“No one ever mentions cat farms, they’re not exactly legal in other countries. Fortunately, the percentage of returned cats is not that big. Because they’re usually too scared to behave badly and disobey masters,” Chen added quietly, rubbing on his face in a certain act of annoyance, as he continued, not looking at Lu Han who had to bite his lips as he watched Chen’s tail clench the boy’s thigh so painfully hard, the skin turned deathly pale. “That’s why you and your sheer existence make me so mad and confused, and I can’t believe that someone like you exists. You were imported, right?”
Lu Han nodded dazedly, suddenly feeling squeamish, gripped by the foreboding that he would not like Chen’s next words, his tail tickling his arm as it pressed to his side, fulfilling its holder’s secret wish to crawl somewhere warm and secluded, and hide.
“You never lived at the breeder’s house, rooming with four other cat boys, trained to be a toy, to be silent, not to complain. It makes me so mad that you somehow managed to run away, not knowing the rules, not knowing the laws. You practically threatened other cats’ safety with your act. Imagine how many people would want to return their toys if you were caught red-handed, a robber and impudent hellbender. Fuck, you almost threw us all under a train, you realize that?”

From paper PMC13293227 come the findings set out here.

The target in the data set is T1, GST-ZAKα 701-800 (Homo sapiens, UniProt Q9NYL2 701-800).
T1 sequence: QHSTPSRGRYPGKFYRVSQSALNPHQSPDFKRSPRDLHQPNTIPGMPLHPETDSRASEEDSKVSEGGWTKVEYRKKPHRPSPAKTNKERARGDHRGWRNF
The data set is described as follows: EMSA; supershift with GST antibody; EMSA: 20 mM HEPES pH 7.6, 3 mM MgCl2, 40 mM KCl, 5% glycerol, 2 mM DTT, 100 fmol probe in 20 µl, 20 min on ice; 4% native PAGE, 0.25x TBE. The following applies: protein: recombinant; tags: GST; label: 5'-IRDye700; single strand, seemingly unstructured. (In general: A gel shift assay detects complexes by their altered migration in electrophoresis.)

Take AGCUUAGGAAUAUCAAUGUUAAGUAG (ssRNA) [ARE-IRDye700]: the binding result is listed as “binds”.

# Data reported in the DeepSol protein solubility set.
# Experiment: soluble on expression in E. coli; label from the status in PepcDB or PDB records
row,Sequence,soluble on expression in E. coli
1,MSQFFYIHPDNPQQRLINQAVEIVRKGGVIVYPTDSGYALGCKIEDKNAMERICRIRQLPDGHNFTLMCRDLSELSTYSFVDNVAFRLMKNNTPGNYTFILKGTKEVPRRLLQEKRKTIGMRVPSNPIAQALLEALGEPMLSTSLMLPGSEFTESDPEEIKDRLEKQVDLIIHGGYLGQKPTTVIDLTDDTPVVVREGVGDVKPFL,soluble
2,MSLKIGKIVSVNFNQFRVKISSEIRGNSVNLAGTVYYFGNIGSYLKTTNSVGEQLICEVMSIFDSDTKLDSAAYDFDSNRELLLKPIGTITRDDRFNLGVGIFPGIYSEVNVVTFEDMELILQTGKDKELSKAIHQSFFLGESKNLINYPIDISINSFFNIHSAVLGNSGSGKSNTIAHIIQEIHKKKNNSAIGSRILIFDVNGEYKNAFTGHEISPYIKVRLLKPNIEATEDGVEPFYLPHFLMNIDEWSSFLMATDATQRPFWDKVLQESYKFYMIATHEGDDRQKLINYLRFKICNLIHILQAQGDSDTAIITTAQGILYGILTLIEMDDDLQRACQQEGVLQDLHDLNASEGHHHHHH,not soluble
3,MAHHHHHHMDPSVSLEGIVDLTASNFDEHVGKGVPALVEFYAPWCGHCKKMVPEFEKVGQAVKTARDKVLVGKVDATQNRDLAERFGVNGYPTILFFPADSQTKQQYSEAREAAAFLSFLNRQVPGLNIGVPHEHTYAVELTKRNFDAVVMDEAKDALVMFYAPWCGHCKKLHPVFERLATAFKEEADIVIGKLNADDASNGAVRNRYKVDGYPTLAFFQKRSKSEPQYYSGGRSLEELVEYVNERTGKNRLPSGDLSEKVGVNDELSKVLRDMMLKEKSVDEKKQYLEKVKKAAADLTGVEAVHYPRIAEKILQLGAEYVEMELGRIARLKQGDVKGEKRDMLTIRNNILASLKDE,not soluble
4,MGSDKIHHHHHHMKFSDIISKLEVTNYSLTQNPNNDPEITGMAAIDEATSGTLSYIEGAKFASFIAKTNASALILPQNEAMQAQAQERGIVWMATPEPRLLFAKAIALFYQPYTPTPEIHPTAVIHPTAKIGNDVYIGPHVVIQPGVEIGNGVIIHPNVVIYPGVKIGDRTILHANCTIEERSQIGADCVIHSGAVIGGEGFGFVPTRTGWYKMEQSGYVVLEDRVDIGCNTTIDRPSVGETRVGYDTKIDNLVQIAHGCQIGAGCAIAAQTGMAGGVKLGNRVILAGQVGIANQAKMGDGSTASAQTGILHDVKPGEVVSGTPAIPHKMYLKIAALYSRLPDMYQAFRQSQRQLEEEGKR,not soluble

Lu Han was frowning at the fluffy flakes of dust scattered around the floor, silent, conflicted over his own feelings; he had never thought of his action as of a possible awful threat to the cat society because his action had been a supposed act of resistance against the Human Government.